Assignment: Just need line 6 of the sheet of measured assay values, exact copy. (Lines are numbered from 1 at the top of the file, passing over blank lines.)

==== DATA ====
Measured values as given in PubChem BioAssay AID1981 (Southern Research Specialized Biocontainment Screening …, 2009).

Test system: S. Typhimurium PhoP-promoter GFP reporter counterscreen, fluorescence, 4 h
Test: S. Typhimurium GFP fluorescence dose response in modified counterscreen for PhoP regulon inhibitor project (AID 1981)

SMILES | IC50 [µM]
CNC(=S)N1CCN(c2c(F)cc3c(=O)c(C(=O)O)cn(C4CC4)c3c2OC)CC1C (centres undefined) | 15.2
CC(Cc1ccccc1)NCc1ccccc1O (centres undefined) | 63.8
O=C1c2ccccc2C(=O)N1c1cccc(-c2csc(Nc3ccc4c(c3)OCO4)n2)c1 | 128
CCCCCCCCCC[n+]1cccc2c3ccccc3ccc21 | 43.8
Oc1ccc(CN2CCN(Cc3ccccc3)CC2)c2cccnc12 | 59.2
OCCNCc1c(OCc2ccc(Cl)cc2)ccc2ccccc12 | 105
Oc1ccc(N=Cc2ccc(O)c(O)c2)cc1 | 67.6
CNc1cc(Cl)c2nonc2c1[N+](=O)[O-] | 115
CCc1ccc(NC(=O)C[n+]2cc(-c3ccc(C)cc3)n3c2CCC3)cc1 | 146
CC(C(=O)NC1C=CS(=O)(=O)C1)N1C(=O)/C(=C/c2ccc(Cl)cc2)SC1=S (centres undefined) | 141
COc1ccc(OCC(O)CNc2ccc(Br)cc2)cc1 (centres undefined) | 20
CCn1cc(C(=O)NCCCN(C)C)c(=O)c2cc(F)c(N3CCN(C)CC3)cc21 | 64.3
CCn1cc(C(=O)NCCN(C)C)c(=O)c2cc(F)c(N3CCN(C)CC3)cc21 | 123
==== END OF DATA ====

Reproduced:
CC(Cc1ccccc1)NCc1ccccc1O (centres undefined) | 63.8